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s in Zarahemla

Located about one mile west of Mississippi River; area settled, by May 1839. Site for town selected by JS, 2 July 1839, and later confirmed by revelation, Mar. 1841. Iowa stake of LDS church organized by JS, by Oct. 1839. Stake name changed to Zarahemla, ...

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sent word that he wished to see Sister Emma

10 July 1804–30 Apr. 1879. Scribe, editor, boardinghouse operator, clothier. Born at Willingborough Township (later in Harmony), Susquehanna Co., Pennsylvania. Daughter of Isaac Hale and Elizabeth Lewis. Member of Methodist church at Harmony (later in Oakland...

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bro’s Hyrum Smith

9 Feb. 1800–27 June 1844. Farmer, cooper. Born at Tunbridge, Orange Co., Vermont. Son of Joseph Smith Sr. and Lucy Mack. Moved to Randolph, Orange Co., 1802; to Tunbridge, before May 1803; to Royalton, Windsor Co., Vermont, 1804; to Sharon, Windsor Co., by...

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, Wm. Law

8 Sept. 1809–12/19 Jan. 1892. Merchant, millwright, physician. Born in Co. Tyrone, Ireland. Son of Richard Law and Ann Hunter. Immigrated to U.S. and settled in Springfield Township, Mercer Co., Pennsylvania, by 1820. Moved to Delaware Township, Mercer Co...

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and others, with instructions to meet on the island

Two tree-covered islands located in Mississippi River between Nauvoo, Illinois, and Montrose, Iowa Territory. Important source of wood for Saints. JS hid on islands, Aug. 1842, while Missouri authorities sought to extradite him. Emma Smith, accompanied by...

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between Nauvoo

Principal gathering place for Saints following expulsion from Missouri. Beginning in 1839, LDS church purchased lands in earlier settlement of Commerce and planned settlement of Commerce City, as well as surrounding areas. Served as church headquarters, 1839...

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and Montrose

Located in southern part of county on western shore of Mississippi River. Area settled by Captain James White, 1832, following Black Hawk War. Federal government purchased land from White to create Fort Des Moines, 1834. Fort abandoned; remaining settlement...

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after Dark. Whereupon Emma

10 July 1804–30 Apr. 1879. Scribe, editor, boardinghouse operator, clothier. Born at Willingborough Township (later in Harmony), Susquehanna Co., Pennsylvania. Daughter of Isaac Hale and Elizabeth Lewis. Member of Methodist church at Harmony (later in Oakland...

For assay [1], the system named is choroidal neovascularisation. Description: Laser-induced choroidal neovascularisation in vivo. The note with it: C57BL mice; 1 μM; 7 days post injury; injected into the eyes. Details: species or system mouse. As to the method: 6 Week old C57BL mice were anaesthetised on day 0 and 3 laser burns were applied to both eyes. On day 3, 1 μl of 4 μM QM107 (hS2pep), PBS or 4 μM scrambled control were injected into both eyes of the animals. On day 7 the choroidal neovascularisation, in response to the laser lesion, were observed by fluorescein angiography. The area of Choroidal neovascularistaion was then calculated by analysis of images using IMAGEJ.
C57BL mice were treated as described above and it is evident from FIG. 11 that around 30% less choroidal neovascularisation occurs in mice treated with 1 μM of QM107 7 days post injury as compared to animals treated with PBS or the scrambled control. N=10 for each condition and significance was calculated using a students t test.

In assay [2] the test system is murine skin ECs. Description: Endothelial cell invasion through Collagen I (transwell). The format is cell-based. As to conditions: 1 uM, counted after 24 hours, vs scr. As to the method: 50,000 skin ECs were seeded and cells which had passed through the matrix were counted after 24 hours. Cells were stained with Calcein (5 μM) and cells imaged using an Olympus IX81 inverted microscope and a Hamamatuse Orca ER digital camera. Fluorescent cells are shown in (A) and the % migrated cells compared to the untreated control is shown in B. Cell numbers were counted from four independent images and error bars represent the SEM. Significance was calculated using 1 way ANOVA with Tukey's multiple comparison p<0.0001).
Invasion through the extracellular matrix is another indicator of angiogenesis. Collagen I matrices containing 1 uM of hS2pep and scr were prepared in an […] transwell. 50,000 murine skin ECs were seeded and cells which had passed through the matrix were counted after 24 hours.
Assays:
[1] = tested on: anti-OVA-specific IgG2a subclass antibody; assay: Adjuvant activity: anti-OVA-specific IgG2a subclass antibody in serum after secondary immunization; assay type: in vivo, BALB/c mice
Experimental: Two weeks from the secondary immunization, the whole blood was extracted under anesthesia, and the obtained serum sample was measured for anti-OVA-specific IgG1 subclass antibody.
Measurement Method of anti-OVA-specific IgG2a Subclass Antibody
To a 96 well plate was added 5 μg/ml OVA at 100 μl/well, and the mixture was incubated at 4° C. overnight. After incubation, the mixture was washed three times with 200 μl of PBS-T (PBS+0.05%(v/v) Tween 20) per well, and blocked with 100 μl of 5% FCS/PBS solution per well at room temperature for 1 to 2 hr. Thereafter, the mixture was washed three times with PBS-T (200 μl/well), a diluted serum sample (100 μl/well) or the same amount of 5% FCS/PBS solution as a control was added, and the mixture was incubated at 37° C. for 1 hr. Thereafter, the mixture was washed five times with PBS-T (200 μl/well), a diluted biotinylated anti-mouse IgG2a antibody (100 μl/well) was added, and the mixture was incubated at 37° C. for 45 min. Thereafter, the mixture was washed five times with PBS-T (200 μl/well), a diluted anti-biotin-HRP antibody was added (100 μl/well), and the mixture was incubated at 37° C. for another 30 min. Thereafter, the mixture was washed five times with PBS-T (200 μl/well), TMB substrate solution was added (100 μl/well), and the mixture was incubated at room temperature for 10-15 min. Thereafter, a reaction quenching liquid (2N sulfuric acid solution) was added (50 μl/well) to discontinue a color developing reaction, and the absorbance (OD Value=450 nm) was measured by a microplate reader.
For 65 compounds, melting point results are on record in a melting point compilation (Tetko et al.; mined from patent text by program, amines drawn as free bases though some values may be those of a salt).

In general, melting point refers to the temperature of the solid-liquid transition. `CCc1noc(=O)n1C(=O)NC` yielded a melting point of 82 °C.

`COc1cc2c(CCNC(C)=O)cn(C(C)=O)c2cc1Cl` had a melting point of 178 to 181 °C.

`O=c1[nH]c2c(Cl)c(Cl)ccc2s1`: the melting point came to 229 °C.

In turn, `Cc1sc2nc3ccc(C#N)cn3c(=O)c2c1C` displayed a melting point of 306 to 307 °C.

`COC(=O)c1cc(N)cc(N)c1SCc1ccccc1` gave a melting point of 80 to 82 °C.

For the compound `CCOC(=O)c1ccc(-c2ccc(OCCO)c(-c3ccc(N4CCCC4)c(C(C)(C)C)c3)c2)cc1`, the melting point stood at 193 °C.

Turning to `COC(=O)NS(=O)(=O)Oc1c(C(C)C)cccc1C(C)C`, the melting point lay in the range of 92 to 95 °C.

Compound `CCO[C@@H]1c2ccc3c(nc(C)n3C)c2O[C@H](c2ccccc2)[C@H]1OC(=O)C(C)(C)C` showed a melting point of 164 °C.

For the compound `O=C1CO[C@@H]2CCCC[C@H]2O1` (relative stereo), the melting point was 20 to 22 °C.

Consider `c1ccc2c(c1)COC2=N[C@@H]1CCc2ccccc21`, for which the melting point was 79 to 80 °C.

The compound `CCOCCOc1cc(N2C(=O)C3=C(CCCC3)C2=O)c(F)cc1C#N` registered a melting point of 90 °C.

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, Hyrum

9 Feb. 1800–27 June 1844. Farmer, cooper. Born at Tunbridge, Orange Co., Vermont. Son of Joseph Smith Sr. and Lucy Mack. Moved to Randolph, Orange Co., 1802; to Tunbridge, before May 1803; to Royalton, Windsor Co., Vermont, 1804; to Sharon, Windsor Co., by...

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, Wm. Law

8 Sept. 1809–12/19 Jan. 1892. Merchant, millwright, physician. Born in Co. Tyrone, Ireland. Son of Richard Law and Ann Hunter. Immigrated to U.S. and settled in Springfield Township, Mercer Co., Pennsylvania, by 1820. Moved to Delaware Township, Mercer Co...

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, Newel K. Whitney

3/5 Feb. 1795–23 Sept. 1850. Trader, merchant. Born at Marlborough, Windham Co., Vermont. Son of Samuel Whitney and Susanna Kimball. Moved to Fairfield, Herkimer Co., New York, 1803. Merchant at Plattsburg, Clinton Co., New York, 1814. Mercantile clerk for...

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, George Miller

25 Nov. 1794–after July 1856. Carpenter, mill operator, lumber dealer, steamboat owner. Born near Stanardsville, Orange Co., Virginia. Son of John Miller and Margaret Pfeiffer. Moved to Augusta Co., Virginia, 1798; to Madison Co., Kentucky, 1806; to Boone...

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, Wm. Clayton

17 July 1814–4 Dec. 1879. Bookkeeper, clerk. Born at Charock Moss, Penwortham, Lancashire, England. Son of Thomas Clayton and Ann Critchley. Married Ruth Moon, 9 Oct. 1836, at Penwortham. Baptized into LDS church by Heber C. Kimball, 21 Oct. 1837, in River...

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& Dimick B. Huntington

26 May 1808–1 Feb. 1879. Farmer, blacksmith, shoemaker, constable, coroner, deputy sheriff, Indian interpreter. Born at Watertown, Jefferson Co., New York. Son of William Huntington and Zina Baker. Married Fannie Maria Allen, 28 Apr. 1830. Baptized into LDS...

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met at the water side near the Bricks Store

Completed 1841. Opened for business, 5 Jan. 1842. Owned by JS, but managed mostly by others, after 1842. First floor housed JS’s general store and counting room, where tithing was received and recorded. On second floor, one of two small rooms served as JS...

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sometime after dark and proceeded in a Skiff to the islands

Two tree-covered islands located in Mississippi River between Nauvoo, Illinois, and Montrose, Iowa Territory. Important source of wood for Saints. JS hid on islands, Aug. 1842, while Missouri authorities sought to extradite him. Emma Smith, accompanied by...

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. We proceeded between the islands